Hungary/Nigeria sport agreement, football friendly ahead?


Foreign Trade State Secretary Péter Szijjártó is in Nigeria this week meeting with various business interests and government officials in that country; though no cooperation agreements have as yet been solidified, Nigerian National Sports Commission (NSC) Director-General Gbenga Elegebeleye is enthusiastic about the possibility of the two nations partnering in sport development.

Elegebeleye told local media that such a partnership would “create a viable avenue to share experiences and reinforce each other in specific areas of need to further sports development.”

From this point, both countries’ representatives became surprisingly starkly honest about the two nations’ respective performance in the world sporting arena. “Nigeria is a strong sports nation,” said Elegebeleye. “We have produced great athletes who won medals in Olympic Games. We are sports-loving people and everybody is crazy about sports, especially football. Hungary used to be very strong in sports. They are free people and they love sports. So we have similar aspirations and determination to better our sports development.”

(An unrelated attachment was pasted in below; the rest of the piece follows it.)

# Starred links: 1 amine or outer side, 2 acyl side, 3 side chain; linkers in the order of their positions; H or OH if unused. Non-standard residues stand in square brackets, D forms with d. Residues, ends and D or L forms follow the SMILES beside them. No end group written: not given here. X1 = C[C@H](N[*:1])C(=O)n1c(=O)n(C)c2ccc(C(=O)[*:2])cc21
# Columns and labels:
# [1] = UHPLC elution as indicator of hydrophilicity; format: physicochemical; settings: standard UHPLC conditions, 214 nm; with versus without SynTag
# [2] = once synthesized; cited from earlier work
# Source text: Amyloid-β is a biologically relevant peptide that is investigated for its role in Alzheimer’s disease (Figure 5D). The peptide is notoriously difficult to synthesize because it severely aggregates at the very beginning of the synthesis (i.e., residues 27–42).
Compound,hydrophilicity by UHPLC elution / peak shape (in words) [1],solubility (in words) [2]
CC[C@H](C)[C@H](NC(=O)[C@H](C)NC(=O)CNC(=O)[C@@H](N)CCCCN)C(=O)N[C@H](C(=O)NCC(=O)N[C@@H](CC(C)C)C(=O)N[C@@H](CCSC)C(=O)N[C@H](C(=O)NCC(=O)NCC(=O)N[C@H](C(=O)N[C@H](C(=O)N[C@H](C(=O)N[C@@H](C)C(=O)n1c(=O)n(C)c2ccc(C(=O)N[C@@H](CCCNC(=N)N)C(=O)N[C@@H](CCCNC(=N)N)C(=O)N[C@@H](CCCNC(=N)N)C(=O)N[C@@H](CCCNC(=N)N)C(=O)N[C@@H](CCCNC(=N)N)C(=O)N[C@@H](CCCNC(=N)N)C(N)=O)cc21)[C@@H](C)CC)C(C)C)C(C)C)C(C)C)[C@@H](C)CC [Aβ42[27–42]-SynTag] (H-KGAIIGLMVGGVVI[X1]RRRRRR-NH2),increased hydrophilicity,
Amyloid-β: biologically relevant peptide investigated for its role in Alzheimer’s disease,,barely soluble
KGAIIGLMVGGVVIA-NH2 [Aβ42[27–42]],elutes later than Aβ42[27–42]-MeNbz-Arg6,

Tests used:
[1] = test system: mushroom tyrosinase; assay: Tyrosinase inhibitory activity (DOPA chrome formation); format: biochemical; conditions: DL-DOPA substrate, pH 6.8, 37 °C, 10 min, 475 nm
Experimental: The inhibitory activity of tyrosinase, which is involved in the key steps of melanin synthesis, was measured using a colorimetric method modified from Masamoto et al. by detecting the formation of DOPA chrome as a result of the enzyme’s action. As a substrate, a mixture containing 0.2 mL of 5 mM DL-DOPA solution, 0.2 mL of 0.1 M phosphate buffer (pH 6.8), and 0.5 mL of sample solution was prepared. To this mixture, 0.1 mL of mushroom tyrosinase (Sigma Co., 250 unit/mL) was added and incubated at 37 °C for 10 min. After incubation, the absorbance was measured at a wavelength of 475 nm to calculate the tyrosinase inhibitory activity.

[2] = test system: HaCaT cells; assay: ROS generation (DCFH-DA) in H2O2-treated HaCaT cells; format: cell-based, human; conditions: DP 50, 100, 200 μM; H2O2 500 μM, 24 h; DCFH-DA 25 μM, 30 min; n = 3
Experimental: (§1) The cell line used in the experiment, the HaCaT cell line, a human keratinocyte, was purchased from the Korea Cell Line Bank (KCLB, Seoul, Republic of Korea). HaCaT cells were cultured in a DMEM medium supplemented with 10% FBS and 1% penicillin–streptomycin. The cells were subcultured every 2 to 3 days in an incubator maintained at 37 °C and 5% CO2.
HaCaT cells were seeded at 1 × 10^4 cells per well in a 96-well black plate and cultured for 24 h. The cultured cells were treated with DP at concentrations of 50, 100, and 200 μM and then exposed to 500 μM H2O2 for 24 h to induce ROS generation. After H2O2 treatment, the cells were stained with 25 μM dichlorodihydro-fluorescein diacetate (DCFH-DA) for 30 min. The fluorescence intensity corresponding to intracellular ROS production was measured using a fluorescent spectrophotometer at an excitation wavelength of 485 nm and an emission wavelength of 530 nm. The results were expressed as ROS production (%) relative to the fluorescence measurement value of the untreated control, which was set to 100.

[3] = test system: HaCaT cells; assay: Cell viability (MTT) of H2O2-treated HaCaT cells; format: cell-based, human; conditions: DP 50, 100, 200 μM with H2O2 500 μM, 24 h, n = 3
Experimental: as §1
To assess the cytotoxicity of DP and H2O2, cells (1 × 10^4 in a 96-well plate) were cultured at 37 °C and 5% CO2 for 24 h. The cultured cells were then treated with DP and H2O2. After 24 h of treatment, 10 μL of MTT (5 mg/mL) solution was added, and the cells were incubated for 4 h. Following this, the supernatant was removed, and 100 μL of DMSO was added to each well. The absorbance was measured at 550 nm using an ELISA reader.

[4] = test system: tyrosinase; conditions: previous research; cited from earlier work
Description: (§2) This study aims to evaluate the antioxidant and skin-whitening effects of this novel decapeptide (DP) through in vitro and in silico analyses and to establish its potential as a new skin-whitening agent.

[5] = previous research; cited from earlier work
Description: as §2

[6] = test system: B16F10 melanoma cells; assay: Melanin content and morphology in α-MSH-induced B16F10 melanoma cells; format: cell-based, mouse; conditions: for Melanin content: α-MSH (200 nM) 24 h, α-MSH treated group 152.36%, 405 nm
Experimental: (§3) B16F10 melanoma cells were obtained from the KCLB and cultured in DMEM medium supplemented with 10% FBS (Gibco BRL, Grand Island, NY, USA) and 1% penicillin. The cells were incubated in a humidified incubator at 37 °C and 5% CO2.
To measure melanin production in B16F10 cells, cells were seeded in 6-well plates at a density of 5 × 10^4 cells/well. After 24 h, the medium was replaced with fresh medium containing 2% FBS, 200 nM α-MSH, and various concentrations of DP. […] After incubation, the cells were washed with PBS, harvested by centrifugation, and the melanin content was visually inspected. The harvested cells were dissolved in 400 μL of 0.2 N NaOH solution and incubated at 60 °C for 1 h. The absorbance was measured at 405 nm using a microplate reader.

On his part, Szijjártó floated the idea of a friendly match between the Team Hungary and Team Nigeria sides, perhaps in the leadup to the 2014 FIFA World Cup. “Nigeria has one of the strongest teams in the world and it would be an honor for our national team to play yours in a friendly match,” said Szijjártó. “In the World Cup qualifier, we finished fourth in our group, which means we are out of the 2014 World Cup. We thought that we would make the [next playoff round,] but we were badly beaten by the Netherlands, 8-1.”

Nigeria is one of 10 teams still in contention for five spots designated for African nations in the 2014 World Cup.

Such agreements had been advanced previously by Hungarian officials; in June, the country’s ambassador to Nigeria, Zsolt Maris met with Nigerian Football Federation (NFF) president Alhaji Aminu Maigari expressly to establish stronger ties in the soccer sphere. “Hungary used to be up there in the football world but we have fallen in the rankings over the decades,” Maris said at that time. “We’re now making efforts to improve things again. Our prime minister is a keen football fan and he wants the national team to gain global respect once more.”

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